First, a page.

How did Romy Schneider die, really?

Marie Baümer plays Romy Schneider in Emily Atef’s “3 Days in Quiberon.” Photo by Peter Harting - Rohfilm Factory - Prokino, courtesy of Metropolis

BEIRUT: Emily Atef’s 2018 feature “3 Days in Quiberon” aspires to be two films in one. Most obviously, Atef has made a biopic of Romy Schneider, the beautiful, Austrian-born actor who died young, at the age of 44.

In Germany and Austria, Schneider found celebrity as a teenager, acting in naïve period dramas, depicting a 19th-century Austrian empress. She soon graduated to more demanding adult roles, directed by an array of serious directors – her career and lifestyle choices provoking criticism from the German-language press.

The nature of Schneider’s status – elevated by her publicized private life as much as her successful acting career, lent an air of tragedy by her early death – would make her a compelling social media phenomenon today, if only the millennials among us knew who she was.

It may be because of Schneider’s absence from contemporary popular culture (outside art house cinemas, at least) that Atef’s film sets out to be more than a hagiographic biopic. She also stages an intimate case study of celebrity, with three character types – loyal friend, starry-eyed photographer, moralizing writer – foiling the film star.

“3 Days in Quiberon” premiered earlier this year at the Berlin International Film Festival. It will have what appears to be its Middle East debut Thursday evening, opening the fifth edition of German Film Week at Metropolis Cinema-Sofil, with Atef on hand to present her work.

Shot in shimmering black and white, “3 Days” recounts the last 72 hours of Schneider’s 1981 detox session at a luxury spa in Brittany. The film’s events took place a few months before her teenage son’s accidental death (impaled on a spiked fence) and the actor died from cardiac arrest a year later.

Atef’s script folds ample sympathy into its depiction of her unstable protagonist. Given her vulnerability, Marie Baümer’s depiction of Schneider is a necessarily sentimental one, yet she also brings believable complexity to the character.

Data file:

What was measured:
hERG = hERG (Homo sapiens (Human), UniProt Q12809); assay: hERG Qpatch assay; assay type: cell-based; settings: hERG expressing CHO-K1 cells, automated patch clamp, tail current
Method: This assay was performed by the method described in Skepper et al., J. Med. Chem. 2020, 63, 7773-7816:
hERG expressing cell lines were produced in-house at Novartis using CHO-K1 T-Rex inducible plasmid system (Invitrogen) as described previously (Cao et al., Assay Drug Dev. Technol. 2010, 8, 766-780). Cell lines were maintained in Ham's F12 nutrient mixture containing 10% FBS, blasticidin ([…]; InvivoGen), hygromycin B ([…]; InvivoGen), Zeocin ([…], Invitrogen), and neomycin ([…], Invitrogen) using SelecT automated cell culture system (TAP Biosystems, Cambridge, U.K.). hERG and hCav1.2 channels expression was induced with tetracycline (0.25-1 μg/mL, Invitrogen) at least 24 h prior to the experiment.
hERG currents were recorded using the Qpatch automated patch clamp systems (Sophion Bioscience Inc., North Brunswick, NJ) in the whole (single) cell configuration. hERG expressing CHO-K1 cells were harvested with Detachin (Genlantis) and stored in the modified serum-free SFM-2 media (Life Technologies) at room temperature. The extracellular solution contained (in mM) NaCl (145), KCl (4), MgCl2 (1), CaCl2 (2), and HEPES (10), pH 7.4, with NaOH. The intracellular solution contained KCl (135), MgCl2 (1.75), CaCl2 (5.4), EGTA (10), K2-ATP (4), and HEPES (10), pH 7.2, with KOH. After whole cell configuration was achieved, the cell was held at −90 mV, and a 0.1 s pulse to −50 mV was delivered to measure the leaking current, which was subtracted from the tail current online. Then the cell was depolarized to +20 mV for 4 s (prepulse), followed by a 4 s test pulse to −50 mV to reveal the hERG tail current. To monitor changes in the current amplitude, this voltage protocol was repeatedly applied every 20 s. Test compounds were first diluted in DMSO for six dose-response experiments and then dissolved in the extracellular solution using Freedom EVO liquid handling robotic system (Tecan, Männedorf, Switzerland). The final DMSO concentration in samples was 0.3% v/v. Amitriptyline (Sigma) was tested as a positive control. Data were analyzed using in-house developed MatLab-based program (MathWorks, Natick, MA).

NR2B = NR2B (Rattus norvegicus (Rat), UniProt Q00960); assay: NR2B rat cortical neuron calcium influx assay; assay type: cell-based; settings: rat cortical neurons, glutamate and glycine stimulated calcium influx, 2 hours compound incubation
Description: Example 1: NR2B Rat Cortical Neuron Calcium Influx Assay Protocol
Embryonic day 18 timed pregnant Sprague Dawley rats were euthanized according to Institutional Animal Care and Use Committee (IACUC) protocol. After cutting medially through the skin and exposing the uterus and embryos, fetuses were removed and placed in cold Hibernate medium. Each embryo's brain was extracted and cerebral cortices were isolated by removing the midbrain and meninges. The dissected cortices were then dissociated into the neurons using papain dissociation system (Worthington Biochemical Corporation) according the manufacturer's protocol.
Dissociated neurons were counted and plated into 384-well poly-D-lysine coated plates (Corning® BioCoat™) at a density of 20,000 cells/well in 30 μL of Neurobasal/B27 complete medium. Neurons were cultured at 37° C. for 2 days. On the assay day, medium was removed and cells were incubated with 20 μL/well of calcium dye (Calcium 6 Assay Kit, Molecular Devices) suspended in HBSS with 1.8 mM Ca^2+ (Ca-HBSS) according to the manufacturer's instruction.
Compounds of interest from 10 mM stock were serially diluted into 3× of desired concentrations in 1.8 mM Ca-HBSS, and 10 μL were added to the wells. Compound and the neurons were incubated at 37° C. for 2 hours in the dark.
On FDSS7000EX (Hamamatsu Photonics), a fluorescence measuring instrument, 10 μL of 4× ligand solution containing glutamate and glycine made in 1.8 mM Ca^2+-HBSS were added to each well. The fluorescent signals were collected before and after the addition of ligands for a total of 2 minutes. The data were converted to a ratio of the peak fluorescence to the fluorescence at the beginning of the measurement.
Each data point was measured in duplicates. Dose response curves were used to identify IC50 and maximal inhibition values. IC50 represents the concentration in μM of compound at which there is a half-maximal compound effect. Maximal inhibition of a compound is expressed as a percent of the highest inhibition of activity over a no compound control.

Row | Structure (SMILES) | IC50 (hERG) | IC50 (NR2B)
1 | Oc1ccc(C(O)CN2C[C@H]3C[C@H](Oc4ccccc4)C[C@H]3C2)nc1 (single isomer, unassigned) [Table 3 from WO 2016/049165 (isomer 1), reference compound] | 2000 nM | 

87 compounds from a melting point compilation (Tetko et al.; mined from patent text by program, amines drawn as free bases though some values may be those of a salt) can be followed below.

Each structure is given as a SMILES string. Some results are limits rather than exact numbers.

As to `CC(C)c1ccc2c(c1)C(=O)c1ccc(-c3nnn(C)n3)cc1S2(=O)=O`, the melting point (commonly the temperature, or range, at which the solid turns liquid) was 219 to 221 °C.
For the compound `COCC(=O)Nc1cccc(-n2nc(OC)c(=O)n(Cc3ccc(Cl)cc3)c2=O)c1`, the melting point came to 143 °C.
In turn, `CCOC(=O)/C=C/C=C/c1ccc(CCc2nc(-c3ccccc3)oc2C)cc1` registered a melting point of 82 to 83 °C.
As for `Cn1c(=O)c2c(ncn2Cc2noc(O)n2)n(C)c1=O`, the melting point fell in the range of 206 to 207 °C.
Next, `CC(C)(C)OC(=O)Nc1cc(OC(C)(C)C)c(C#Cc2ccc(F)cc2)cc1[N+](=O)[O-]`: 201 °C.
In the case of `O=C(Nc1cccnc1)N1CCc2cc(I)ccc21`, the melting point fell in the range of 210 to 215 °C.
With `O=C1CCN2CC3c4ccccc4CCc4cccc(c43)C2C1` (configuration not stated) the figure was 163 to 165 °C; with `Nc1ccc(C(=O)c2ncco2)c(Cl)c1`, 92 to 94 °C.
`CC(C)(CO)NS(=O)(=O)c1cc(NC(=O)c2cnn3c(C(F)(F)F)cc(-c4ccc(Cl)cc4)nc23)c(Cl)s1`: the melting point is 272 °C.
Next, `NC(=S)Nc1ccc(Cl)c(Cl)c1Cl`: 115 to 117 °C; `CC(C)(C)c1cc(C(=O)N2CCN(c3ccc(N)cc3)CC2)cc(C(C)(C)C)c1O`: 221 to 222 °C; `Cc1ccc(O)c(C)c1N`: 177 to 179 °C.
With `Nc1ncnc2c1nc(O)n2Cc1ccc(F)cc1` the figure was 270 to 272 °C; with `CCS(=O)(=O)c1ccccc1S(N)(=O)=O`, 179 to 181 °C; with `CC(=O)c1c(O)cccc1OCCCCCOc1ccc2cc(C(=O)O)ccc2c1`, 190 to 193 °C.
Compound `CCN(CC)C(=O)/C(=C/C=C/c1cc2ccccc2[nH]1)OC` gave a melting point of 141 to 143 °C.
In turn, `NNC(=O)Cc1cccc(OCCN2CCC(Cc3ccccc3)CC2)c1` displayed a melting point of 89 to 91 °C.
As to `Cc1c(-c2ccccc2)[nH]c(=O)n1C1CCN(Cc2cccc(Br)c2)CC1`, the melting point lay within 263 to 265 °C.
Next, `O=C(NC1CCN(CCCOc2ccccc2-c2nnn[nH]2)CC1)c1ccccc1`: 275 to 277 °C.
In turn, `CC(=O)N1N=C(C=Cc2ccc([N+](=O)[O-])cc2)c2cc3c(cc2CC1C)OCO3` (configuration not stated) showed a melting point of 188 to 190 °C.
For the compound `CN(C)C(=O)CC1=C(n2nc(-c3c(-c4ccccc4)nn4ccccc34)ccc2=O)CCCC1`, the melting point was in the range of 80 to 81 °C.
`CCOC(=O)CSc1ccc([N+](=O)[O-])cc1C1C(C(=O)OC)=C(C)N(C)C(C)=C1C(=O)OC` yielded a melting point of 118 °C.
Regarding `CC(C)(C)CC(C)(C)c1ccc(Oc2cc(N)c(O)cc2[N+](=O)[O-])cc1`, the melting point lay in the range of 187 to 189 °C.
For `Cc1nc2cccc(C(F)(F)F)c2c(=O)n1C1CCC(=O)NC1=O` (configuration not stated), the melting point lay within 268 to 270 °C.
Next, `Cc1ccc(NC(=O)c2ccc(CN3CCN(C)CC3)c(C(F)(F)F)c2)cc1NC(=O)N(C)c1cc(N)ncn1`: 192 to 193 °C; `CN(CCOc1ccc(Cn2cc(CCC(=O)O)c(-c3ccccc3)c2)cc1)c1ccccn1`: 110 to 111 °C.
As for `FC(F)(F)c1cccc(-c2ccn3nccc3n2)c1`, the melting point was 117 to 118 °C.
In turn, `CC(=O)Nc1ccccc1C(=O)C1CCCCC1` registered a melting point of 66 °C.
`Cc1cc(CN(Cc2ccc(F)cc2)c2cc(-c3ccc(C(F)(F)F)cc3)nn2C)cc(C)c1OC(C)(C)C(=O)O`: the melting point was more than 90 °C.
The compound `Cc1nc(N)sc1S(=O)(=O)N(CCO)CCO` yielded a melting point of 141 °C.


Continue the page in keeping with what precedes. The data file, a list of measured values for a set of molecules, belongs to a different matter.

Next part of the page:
At times Schneider asserts herself as a strong figure, pointing out that she is not the characters she depicts in her film roles and that the public should take her seriously as an actor. For much of the film, though, she exudes a palpable fragility that makes her behaviour seem childlike.

While trying to wean herself off her alcohol dependency, the actor was depressed about her financial insecurity and the prospect of her son’s wanting to live with his father in the U.S. By the time her childhood friend Hilde (Birgit Minichmayr) joins her for the final stretch of her rehab holiday, Schneider’s endured a couple of booze-free weeks of bland food, but she’s still taking sleeping pills and chain smoking.

(If there is one feature of this film that’s unassailable in its historical authenticity, it’s the pervasive smoking. During various panning shots of the Sofitel hotel lobby, disciplined ropes of smoke rise from almost every hand.)

Atef ejects a strain of speculative fiction into the verisimilitude. Dwelling on Schneider’s habit of mixing booze and sleeping pills, the film pitches into an old debate as to whether the actor really died from cardiac arrest or may have actually ended her own life.

It’s during Hilde’s stay that Schneider has consented to an interview with the German news magazine Stern. Hilde is leery of Schneider’s exposing herself to the German press while she’s in such a fragile state. She replies that she only agreed to the interview because it was requested by an old photographer friend.

The arrival of photojournalist Robert Lebeck (Charly Hübner) and reporter Michael Jürgs (Robert Gwisdek) drives Schneider’s simmering instability to a boil.

A former lover, Lebeck comes off as the more sympathetic of the two hacks – a man awash in middle age who delights in capturing the changeable face of Schneider’s beauty. Jürgs – whose muckraking article “The Fall of Romy Schneider” earned him a book contract and fleeting notoriety – is a failed political writer relegated to celebrity interviews. As such, his tendency to malign Schneider probably reflects personal animosity less than his sense of professional humiliation.

“3 Days in Quiberon” is a handsome, well-acted, not particularly engrossing film. Its insights into the popular media’s parasitic relationship to celebrity are not revelatory. Nor are its observations that relentless public scrutiny can accentuate emotional instability among humans. It may serve to revive interest in Romy Schneider’s work. That’s hardly a bad thing.

“3 Days in Quiberon” screens (with English subtitles) at Metropolis Cinema-Sofil Sept. 13 at 8 p.m. German Film Week continues through Sept. 23.

A version of this article appeared in the print edition of The Daily Star on September 13, 2018, on page 16.




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